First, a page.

KEYreit Says Announced Huntingdon Takeover Proposal Still Inadequate and Recommendation Remains Unchanged

KEYreit provided a preliminary view that a proposed new bid from Huntingdon Capital Corp. (Huntingdon) still remains financially inadequate.
"We know there is a lot of upside to KEYreit's units, and Huntingdon knows it too," said John Bitove, KEYreit's Chief Executive Officer. "Huntingdon's CEO Zachary George asked to meet with me on "friendly terms" before he launched the hostile takeover bid, and in that meeting he admitted that KEYreit is worth more than $8.00 per unit. I told Mr. George then, and I continue to believe, that KEYreit is worth far more than that."
Donald Biback, Chairman of the board of trustees, added, "Clearly Huntingdon realized that its original partial takeover bid was doomed to fail. Now it is proposing a bid for all units, but the price remains unchanged at an inadequate $7.00 per unit.  As the offer price has not increased, our view continues to be that Huntingdon still does not intend to fairly compensate Unitholders for KEYreit's assets, its stabilized net operating income and its future growth opportunities."
KEYreit's board of trustees will fully review Huntingdon's new offer, if and when it is sent to Unitholders. Meanwhile, the board stands by its original opinion that the bid is financially inadequate. The board of trustees and management, representing 17% of KEYreit's issued and outstanding units, have stated that they will not tender to Huntingdon's $7.00 unsolicited bid. KEYreit continues to explore the strategic alternatives available to it in its efforts to maximize Unitholder value.
KEYreit's Record Financial Results Show It Has Turned The Corner
On February 27, 2013, KEYreit disclosed early financial highlights for the fourth quarter of 2012 including record revenue, record net operating income and a return to 97% committed occupancy.  KEYreit also disclosed a strong outlook for 2013 and 2014, including $50 million of potential acquisitions lined up for the year thus far. The results and outlook demonstrate that KEYreit has dealt with perceived risks around its business and is well poised to grow and create Unitholder value going forward.
"Huntingdon has clearly selected an opportune time to make its proposal, considering that nearly all of the KFC restaurants have been re-leased and the IPO mortgage has been paid off," added Bitove. "Our financial results release and guidance were intended to inform Unitholders that we have a lot more value in this company than is suggested by Huntingdon's proposal."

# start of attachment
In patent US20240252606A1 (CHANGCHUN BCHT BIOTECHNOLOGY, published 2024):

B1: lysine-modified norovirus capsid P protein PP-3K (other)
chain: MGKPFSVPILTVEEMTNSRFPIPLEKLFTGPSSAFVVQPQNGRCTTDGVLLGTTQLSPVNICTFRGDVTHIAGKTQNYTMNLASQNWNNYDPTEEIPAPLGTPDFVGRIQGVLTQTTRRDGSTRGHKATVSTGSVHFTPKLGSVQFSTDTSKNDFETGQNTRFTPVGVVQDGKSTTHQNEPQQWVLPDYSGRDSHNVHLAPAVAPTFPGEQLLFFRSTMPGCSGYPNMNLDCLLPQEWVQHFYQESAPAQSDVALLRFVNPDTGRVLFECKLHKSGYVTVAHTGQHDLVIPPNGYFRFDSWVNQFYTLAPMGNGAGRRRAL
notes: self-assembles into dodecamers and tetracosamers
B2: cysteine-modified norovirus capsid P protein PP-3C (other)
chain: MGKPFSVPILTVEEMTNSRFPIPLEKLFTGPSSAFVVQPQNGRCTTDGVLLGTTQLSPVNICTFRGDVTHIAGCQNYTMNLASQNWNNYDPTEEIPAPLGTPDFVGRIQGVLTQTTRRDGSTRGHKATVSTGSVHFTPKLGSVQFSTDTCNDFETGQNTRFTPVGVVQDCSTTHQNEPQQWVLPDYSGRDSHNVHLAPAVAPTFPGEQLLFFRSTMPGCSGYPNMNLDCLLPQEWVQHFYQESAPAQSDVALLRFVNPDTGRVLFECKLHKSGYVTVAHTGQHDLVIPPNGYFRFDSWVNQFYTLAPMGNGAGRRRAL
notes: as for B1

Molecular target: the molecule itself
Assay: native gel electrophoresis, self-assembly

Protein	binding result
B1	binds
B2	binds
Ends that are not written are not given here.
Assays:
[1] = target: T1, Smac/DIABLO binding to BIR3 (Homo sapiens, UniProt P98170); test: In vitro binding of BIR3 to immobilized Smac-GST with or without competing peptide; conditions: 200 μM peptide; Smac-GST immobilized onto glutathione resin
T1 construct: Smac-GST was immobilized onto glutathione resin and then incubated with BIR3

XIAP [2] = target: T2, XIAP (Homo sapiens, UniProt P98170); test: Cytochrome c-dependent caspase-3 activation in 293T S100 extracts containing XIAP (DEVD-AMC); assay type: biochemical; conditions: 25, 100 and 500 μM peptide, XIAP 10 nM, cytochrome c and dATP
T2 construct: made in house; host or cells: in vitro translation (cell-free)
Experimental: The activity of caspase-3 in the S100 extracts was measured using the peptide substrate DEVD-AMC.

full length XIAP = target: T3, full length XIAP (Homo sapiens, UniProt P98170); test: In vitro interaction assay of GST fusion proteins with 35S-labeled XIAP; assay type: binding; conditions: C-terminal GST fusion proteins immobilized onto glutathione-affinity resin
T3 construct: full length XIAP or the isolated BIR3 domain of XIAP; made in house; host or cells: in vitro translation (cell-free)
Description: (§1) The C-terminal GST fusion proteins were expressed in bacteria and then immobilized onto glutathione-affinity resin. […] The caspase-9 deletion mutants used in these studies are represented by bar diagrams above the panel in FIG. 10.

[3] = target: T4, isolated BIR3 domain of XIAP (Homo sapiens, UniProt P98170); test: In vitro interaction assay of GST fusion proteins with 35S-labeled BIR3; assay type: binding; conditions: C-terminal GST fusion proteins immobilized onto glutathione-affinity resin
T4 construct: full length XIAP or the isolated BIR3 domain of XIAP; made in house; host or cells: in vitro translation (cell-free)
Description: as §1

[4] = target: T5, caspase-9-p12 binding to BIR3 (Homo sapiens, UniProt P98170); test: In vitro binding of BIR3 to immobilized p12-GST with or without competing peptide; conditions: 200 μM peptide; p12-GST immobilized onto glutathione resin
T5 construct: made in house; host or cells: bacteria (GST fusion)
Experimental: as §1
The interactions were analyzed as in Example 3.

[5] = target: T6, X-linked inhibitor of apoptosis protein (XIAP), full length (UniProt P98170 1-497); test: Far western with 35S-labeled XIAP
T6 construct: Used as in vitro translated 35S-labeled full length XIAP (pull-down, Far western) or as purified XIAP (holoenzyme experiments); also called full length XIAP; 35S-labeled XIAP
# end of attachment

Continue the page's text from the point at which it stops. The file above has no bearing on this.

Among its retail assets, KEYreit has a number of single-tenant properties with significant upside potential. As currently recorded on KEYreit's books, the value of these properties, in key Canadian urban markets like Toronto, Calgary, Vancouver and Montreal, is not reflective of the highest and best possible use of the land. KEYreit believes it can achieve maximum value over the long term by developing the excess density on these properties and none of this value is captured in the unit price.
KEYreit is the only publicly traded Canadian real estate investment trust focused on the small-box retail sector. Since the IPO in 2005, KEYreit has significantly diversified its tenant base. Today, 80% of its space is leased to tenants operating under national banners, with Shoppers Drug Mart as its largest tenant. Further, over 72% of the REIT's GLA is comprised of unique "quadruple net leases" where not only does the tenant pay for all carrying costs related to a property, but it also pays for capital maintenance expenditures.
Huntingdon's Proposal Does Not Address Inadequate Price
Huntingdon, in a news release issued on February 26, 2013, said that it proposes to make a takeover bid for all of KEYreit's units, rather than for just 45% of KEYreit's units. But the proposal clearly states that Huntingdon is not increasing the inadequate $7.00 per unit offer price, which represents a premium of only 8% to the closing price per unit of $6.48 on January 9, 2013, the day KEYreit launched its recent equity offering.
"Huntingdon is unfairly using the equity offering discount as a basis to measure its takeover premium," said Teresa Neto, KEYreit's Chief Financial Officer. "While such a discount is customary when issuing units in an equity offering to fund growth, the discount does not reflect KEYreit's inherent trading price and it is misleading for Huntingdon to suggest otherwise."
Subject to receipt of further information from Huntingdon, the recommendation of the board of trustees set out in the trustees' circular dated February 15, 2013 remains unchanged that Unitholders should REJECT the Huntingdon bid and NOT TENDER their units.  The trustees' circular has been mailed to Unitholders. KEYreit urges Unitholders to carefully review the trustees' circular and cover letter.

on March 1, 2013